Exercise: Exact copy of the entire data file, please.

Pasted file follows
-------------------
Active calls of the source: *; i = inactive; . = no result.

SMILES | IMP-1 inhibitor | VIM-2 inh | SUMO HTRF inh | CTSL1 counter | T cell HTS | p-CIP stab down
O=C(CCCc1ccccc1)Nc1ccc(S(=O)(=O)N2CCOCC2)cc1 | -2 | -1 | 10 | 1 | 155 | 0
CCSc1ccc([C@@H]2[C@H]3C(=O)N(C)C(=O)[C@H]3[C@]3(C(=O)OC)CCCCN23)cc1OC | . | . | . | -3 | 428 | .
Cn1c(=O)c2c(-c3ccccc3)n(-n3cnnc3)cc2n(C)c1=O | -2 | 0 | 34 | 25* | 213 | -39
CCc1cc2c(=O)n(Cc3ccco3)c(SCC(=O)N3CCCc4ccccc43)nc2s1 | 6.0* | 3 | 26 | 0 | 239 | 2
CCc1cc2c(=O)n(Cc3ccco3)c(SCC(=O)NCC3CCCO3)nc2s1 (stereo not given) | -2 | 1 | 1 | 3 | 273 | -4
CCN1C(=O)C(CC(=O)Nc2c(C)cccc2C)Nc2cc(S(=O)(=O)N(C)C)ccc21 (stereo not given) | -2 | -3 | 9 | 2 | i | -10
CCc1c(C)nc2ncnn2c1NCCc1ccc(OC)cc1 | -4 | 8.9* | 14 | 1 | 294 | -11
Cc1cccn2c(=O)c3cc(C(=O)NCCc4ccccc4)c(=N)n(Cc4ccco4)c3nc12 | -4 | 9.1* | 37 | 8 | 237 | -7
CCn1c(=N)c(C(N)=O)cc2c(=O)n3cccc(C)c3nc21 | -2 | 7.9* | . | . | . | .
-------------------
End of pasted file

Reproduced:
Active calls of the source: *; i = inactive; . = no result.

SMILES | IMP-1 inhibitor | VIM-2 inh | SUMO HTRF inh | CTSL1 counter | T cell HTS | p-CIP stab down
O=C(CCCc1ccccc1)Nc1ccc(S(=O)(=O)N2CCOCC2)cc1 | -2 | -1 | 10 | 1 | 155 | 0
CCSc1ccc([C@@H]2[C@H]3C(=O)N(C)C(=O)[C@H]3[C@]3(C(=O)OC)CCCCN23)cc1OC | . | . | . | -3 | 428 | .
Cn1c(=O)c2c(-c3ccccc3)n(-n3cnnc3)cc2n(C)c1=O | -2 | 0 | 34 | 25* | 213 | -39
CCc1cc2c(=O)n(Cc3ccco3)c(SCC(=O)N3CCCc4ccccc43)nc2s1 | 6.0* | 3 | 26 | 0 | 239 | 2
CCc1cc2c(=O)n(Cc3ccco3)c(SCC(=O)NCC3CCCO3)nc2s1 (stereo not given) | -2 | 1 | 1 | 3 | 273 | -4
CCN1C(=O)C(CC(=O)Nc2c(C)cccc2C)Nc2cc(S(=O)(=O)N(C)C)ccc21 (stereo not given) | -2 | -3 | 9 | 2 | i | -10
CCc1c(C)nc2ncnn2c1NCCc1ccc(OC)cc1 | -4 | 8.9* | 14 | 1 | 294 | -11
Cc1cccn2c(=O)c3cc(C(=O)NCCc4ccccc4)c(=N)n(Cc4ccco4)c3nc12 | -4 | 9.1* | 37 | 8 | 237 | -7
CCn1c(=N)c(C(N)=O)cc2c(=O)n3cccc(C)c3nc21 | -2 | 7.9* | . | . | . | .